• F Travis Oleksuk–PTO (later released)
  • D Kodie Curran–PTO (later released)
  • G Jeff Malcolm–PTO
  • F Jayden Hart–PTO (later released)
  • G Jacob Smith–PTO
  • F Chad Nehring–PTO (later released)
  • F Kirill Kabanov–PTO (later released)
  • D Brett Bellemore–PTO

Draft Recap:

  • Round 2 (41) LW Ryan Gropp
  • Round 3 (62) RW Robin Kovacs
  • Round 3 (79) D Sergey Zborovskiy
  • Round 3 (89) C Aleksi Saarela
  • Round 4 (113) C Brad Morrison
  • Round 4 (119) RW Daniel Bernhardt
  • Round 7 (184) G Adam Huska

Notable Extensions:

Free Agents Lost:

  • D Matt Hunwick–Toronto
  • F Chris Mueller-Anaheim
  • F Martin St. Louis-retired
  • F Carl Klingberg–Torpedo Nizhny Novgorod (KHL-Russia)
  • F Ryan Potulny–Lahti (Liiga-Finland)
  • D Michael Kostka–Ottawa
  • F Joey Crabb–UFA
  • G Jason Missiaen–UFA
  • F James Sheppard–UFA
  • D Pavel Valentenko–NHL rights expired 7/1
  • D Conor Allen–Nashville
  • F Danny Kristo–St. Louis
  • F Chris Bourque–Washington
  • D Brendon Nash–Rytiri Kladno (Extraliga-Czech Republic)


Organizational Changes:

  • Named Jeff Gorton general manager
  • Named Jim Schoenfeld senior vice president/assistant general manager and general manager of Hartford (AHL)
  • Named Steve Greeley assistant director of player personnel
  • Named Nickolai Bobrov director of European scouting
  • Named Chris Drury director of player development

*AAV=Average Annual Value (cap hit)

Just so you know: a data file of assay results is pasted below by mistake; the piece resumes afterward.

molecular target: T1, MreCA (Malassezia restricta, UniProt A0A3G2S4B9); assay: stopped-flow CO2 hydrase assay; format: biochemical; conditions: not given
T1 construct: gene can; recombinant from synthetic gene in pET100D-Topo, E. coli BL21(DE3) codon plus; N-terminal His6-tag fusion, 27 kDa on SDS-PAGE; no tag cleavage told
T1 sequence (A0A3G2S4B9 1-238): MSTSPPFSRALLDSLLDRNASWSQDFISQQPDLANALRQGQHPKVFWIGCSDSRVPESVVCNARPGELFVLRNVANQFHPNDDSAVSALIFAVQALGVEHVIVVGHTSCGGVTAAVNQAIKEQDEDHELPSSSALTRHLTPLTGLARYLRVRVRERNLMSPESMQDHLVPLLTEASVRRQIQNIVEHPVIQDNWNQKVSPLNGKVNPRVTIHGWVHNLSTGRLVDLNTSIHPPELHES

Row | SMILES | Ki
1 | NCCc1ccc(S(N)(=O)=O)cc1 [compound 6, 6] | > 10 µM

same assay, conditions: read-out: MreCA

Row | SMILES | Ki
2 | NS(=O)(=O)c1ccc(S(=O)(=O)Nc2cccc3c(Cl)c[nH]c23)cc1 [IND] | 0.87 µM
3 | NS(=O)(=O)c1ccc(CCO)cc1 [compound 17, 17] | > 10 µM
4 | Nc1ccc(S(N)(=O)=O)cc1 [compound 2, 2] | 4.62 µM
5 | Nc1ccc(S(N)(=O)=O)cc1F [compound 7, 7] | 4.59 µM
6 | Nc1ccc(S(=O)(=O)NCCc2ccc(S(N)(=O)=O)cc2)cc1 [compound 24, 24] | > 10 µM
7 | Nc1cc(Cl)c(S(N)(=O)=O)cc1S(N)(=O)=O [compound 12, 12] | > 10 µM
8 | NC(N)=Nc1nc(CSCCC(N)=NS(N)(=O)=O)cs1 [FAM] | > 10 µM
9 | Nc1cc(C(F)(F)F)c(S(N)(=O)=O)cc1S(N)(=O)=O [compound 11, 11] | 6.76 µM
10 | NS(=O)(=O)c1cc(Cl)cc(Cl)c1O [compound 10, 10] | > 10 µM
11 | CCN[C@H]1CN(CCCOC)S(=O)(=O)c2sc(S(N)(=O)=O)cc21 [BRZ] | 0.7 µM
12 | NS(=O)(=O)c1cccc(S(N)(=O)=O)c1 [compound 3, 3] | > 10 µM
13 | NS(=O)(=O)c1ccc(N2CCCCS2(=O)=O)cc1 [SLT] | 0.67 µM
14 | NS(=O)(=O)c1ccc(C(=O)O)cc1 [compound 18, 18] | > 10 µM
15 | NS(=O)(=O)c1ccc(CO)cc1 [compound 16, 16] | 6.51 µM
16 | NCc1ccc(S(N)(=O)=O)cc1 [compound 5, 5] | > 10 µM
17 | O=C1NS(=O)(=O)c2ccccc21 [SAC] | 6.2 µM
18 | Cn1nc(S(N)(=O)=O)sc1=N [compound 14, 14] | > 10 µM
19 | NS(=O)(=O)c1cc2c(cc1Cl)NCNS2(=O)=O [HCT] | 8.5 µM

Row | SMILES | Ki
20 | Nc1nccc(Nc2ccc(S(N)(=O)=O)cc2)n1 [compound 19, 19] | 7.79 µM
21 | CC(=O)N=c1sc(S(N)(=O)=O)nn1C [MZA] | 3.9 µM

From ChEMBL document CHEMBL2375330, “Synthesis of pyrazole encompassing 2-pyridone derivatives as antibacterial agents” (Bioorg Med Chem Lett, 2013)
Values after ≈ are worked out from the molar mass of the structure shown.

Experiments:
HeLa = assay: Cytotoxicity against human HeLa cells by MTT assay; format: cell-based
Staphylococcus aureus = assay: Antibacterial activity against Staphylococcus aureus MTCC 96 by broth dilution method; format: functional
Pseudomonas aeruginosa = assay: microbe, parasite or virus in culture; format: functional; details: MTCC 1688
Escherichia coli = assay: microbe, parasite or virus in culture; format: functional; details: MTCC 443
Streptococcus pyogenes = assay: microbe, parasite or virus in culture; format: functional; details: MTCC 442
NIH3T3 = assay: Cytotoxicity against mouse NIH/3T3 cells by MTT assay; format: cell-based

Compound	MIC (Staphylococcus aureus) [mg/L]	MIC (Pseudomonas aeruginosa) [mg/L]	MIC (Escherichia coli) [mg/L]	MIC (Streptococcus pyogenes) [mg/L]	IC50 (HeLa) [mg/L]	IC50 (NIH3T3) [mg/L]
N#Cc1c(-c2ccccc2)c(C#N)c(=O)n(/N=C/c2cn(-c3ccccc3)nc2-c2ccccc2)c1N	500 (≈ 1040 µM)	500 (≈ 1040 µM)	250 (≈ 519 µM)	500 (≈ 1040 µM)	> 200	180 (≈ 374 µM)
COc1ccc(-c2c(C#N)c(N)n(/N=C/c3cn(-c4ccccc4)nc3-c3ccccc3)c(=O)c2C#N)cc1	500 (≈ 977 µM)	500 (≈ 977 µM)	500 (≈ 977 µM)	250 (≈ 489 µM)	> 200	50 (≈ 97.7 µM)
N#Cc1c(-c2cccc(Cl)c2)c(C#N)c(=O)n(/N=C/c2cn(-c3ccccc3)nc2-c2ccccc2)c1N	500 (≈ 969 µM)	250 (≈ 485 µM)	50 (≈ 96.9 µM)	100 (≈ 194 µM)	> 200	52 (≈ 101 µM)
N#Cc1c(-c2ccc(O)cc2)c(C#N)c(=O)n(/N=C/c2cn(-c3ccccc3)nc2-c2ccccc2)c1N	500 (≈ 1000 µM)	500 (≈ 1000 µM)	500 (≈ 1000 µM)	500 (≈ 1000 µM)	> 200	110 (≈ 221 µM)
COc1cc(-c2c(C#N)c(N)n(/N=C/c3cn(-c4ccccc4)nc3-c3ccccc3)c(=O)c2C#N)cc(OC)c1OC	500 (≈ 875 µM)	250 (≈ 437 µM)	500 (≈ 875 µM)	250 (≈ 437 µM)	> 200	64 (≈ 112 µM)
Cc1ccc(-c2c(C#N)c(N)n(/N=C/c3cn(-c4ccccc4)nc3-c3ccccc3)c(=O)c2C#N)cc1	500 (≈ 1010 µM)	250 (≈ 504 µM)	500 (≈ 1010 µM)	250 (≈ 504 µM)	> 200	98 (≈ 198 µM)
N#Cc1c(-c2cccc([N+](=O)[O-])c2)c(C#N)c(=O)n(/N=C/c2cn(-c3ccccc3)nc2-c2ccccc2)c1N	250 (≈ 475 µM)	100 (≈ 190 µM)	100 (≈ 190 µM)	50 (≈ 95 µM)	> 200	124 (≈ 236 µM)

Significant Moves

Here is an overview of the most significant moves made by the New York Rangers, and how the those moves will continue to affect the 2015-2016 season:

Trading Carl Hagelin:

New York Rangers

Adam Hunger-USA TODAY Sports

The New York Rangers traded free agent winger Carl Hagelin to the Ducks at the beginning of the offseason. This was a bad move for the Rangers. Though Hagelin has not impressed so far this season, that can be attributed to the poor play of the Ducks, not the poor play of Hagelin as an individual. Hagelin is a top-six winger with great speed, a deceptive shot and excellent penalty-killing abilities. Though his regular season numbers won’t blow you away, Hagelin certainly has the talent to contribute to a team. Even though Hagelin was a solid offensive threat for the Rangers, his production was always limited because he rarely played a top-six role in New York, both under John Tortorella and Alain Vigneault. It’s obvious that former general manager Glen Sather, along with the coaches, saw Hagelin as a third-line player. So for the Rangers, Hagelin wasn’t worth the money. However, the Rangers will miss Hagelin this year. Perhaps the team will not feel his loss until the playoffs, but he will definitely be missed. Hagelin is the kind of player who gives 100% on every shift. He elevates his play in the postseason and is a very reliable two-way forward. He is one of the fastest players in the league and is capable of 15-20 goals a year (he scored 17 goals in each of his last two seasons with the Rangers). Those numbers are nothing to scoff at, especially for a Rangers team that has struggled offensively for great stretches over the last many seasons. What makes the trade even worse is that the Rangers acquired Emerson Etem in the deal. However, Etem has been a healthy scratch for most of the season so far (he has only played seven games), not even being the first alternate player to come into the lineup in case of injury. It would be one thing if the Rangers simply wanted to dump Hagelin’s salary because multiple key players will be free agents at the end of this season (i.e., Chris Kreider, Kevin Hayes, J.T. Miller). It’s another thing entirely to trade him for a player who barely makes the “fifth” line of the team and who will most likely be released to free agency at the end of this season. It seems like a complete waste.

The Talbot/Raanta Swap:

New York Rangers

Henrik Lundqvist talking to Rangers’ backup Cam Talbot
via USA Today Sports

New York Rangers

Antti Raanta
Jerome Miron-USA TODAY Sports